l=12765843;curl -s http://weather.yahooapis.com/forecastrss?w=$l|grep astronomy| awk -F\" '{print $2 "\n" $4;}'

Get sunrise and sunset times

This will get the sunrise and sunset times of a specific location. To be able to determine $l you need to first go to http://weather.yahoo.com/ and look up your location. The last numbers in the URL will be the $l Instead of forecastrss?w=$l you can also use forecastrss?p=$l and use the RSS link of the city you found. Also see http://developer.yahoo.com/weather/ for more information
Sample Output
7:26 am
6:17 pm

3
By: houghi
2010-10-24 20:02:30

1 Alternatives + Submit Alt

  • Uses Google's "OneBox" to look up the sunrise in any city by name. If no city is specified, it defaults to Seattle. For the sunset time, you change the search query to "sunset", like so, . sunset() { city=${1-Seattle}; w3m "google.com/search?q=sunset:$city" | sed -r '1,/^\s*1\./d; /^\s*2\./,$d; /^$/d' ;} . "OneBox" is Google's term for that box that appears before the organic search results that has useful information that Google thinks you might be looking for (mathematical calculations, weather, currency conversions, and such). I'm not actually using OneBox correctly, but that's because I'm not sure that there is a "correctly". I looked for a command line API, but couldn't find one, so I settled on parsing stdout from the fantastic w3m web browser. I use the sed script to show only the first hit by deleting everything from the beginning of the file until it sees " 1." and then deleting everything from " 2." to the end of the file. Ugly and fragile, yes, but it works fine. . BUG1: w3m represents the picture of the sun rising, "weather_sunset-40.gif" as "[weat]" which is slightly confusing and probably should be removed. . BUG2: The output is more easily readable by a human, which means it's less useful for scripting. Show Sample Output


    0
    sunrise() { city=${1-Seattle}; w3m "google.com/search?q=sunrise:$city" | sed -r '1,/^\s*1\./d; /^\s*2\./,$d; /^$/d' ;}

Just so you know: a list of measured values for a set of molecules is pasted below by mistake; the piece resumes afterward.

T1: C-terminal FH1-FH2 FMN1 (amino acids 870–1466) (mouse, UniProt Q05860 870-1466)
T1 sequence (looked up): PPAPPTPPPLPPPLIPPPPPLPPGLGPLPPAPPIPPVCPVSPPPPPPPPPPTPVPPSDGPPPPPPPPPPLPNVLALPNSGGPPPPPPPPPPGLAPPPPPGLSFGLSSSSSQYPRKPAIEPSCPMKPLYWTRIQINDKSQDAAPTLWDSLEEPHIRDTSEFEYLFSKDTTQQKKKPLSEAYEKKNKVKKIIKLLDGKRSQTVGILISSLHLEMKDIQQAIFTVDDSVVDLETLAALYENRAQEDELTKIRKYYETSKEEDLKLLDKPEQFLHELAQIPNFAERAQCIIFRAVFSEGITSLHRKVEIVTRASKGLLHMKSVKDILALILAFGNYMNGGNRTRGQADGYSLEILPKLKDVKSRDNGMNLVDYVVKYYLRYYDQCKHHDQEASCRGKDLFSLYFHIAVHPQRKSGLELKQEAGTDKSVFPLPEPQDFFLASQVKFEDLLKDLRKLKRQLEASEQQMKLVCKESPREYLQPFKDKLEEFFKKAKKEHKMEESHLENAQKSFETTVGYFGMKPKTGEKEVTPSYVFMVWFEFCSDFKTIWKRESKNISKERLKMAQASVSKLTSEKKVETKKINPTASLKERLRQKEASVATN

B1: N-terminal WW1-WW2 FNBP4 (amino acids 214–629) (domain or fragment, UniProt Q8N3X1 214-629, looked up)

hackerb9 · 2010-11-02 21:24:23 1

What Others Think

Great, that is definitely shorter than what I was trying (using NOAA), but it doesn't leave much room for the auto-dimming code at sunset. I also am displeased by having to set the "l" variable. I wonder if we can use /etc/timezone instead.
hackerb9 · 395 weeks and 3 days ago
Great one! Might be useful for my home automation I am setting up.
DaveQB · 395 weeks and 3 days ago
Timezone go from east to west, sunset goes (more) from north to south. You should be able to calculate the sunset and sunrise with the following information: latitude and longitude, date, timezone. Not sure how that is done. http://williams.best.vwh.net/sunrise_sunset_algorithm.htm gives an idea. You still need Latitude and longitude
houghi · 395 weeks and 3 days ago
anyone got a .bashrc alias for this? I failed at it. - Thanks.
Habitual · 395 weeks and 2 days ago
.bashrc: echo Sunrise is at `l=12776844;curl -s http://weather.yahooapis.com/forecastrss?w=$l|grep astronomy| awk -F\" '{print $2}'` echo Sunset is at `l=12776844;curl -s http://weather.yahooapis.com/forecastrss?w=$l|grep astronomy| awk -F\" '{print $4}'` good enough.
Habitual · 395 weeks and 2 days ago

What do you think?

Any thoughts on this command? Does it work on your machine? Can you do the same thing with only 14 characters?

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